The Golden View

She threw herself into the air, urging the swing higher, higher, impatient as ever. For a moment, at the apex, before gravity pulled her back, she imagined she was a bird. A swallow perhaps, rising above the 14th-century cathedral, St. Guisto’s hillock, past the zona industriele, the fish cooperative with the sagging bunting strewn over the yard, the festival of fish winding down, the mackerel, sprats, mussels and sardello saor all consumed, the terraces where children play in the slanting sunlight, the trembling turquoise waters of the port, above the once grand buildings of the Habsburgs, wheeling over the garden where Isabella Burton burnt her husband’s pernicious, controversial, damnable, perverse unpublished manuscripts. What a loss! The curls of white smoke rise up and up, carried on the gusts of wind from the formidable karst. They call it la bora, that moody wind that cleanses the streets. In the distance, not so far away, the Kraj, the barrier that once held back the uncivilised hordes of the Balkans and beyond. Now they talk of building fences.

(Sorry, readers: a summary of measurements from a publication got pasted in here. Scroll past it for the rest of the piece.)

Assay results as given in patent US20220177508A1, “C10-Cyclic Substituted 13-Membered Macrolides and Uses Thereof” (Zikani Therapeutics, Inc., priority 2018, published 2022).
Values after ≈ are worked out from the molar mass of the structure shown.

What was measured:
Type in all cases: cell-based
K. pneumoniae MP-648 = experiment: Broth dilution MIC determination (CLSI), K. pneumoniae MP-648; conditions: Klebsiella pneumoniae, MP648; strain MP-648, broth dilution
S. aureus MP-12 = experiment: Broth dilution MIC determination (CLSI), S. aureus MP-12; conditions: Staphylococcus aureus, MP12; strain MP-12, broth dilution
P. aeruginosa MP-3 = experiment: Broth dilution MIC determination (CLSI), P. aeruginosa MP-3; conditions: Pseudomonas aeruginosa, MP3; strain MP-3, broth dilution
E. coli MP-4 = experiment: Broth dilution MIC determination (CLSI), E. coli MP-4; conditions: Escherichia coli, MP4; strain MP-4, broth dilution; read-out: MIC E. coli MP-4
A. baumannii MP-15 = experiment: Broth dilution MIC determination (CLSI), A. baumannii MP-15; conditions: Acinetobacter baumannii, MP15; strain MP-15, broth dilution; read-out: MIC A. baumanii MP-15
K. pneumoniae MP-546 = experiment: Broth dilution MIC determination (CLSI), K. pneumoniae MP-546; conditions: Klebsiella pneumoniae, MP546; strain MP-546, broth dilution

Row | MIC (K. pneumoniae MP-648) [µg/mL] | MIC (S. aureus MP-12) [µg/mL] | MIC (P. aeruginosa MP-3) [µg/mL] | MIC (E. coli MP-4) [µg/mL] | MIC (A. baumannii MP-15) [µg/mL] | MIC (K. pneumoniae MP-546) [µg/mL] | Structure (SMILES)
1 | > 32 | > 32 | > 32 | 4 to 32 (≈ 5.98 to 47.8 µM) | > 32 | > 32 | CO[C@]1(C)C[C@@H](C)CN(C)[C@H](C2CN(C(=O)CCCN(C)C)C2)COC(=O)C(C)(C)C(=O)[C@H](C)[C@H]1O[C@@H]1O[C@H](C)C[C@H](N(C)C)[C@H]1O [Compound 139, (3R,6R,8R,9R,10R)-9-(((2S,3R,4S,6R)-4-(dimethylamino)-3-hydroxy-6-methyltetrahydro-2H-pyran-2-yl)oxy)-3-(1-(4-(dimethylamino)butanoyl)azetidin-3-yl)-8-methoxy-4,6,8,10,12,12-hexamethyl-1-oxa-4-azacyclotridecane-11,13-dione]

Jan Morris described it as ‘a middle sized, essentially middle-aged Italian seaport, ethnically ambivalent, historically confused, only intermittently prosperous…’ A city full of smells and colours belonging to different cultures and ways of living. The native of Firenze cannot agree “No, no, they are not real Italian,” she says, “I can’t understand the accent, it is somewhere else.” I remind her the motto of the former empire was ‘Indivisible and inseperable’, this city shaped by Latins, Slavs, Jews and Teutons. “No, it’s not possible,” she mutters, staring at her aperetivo.

Note: The Kraj acted as the cordon sanitaire against incursions from the Ottoman Empire - Militärgrenze in German, Vojna krajina in Slovenian, Vojna granica in Croatian.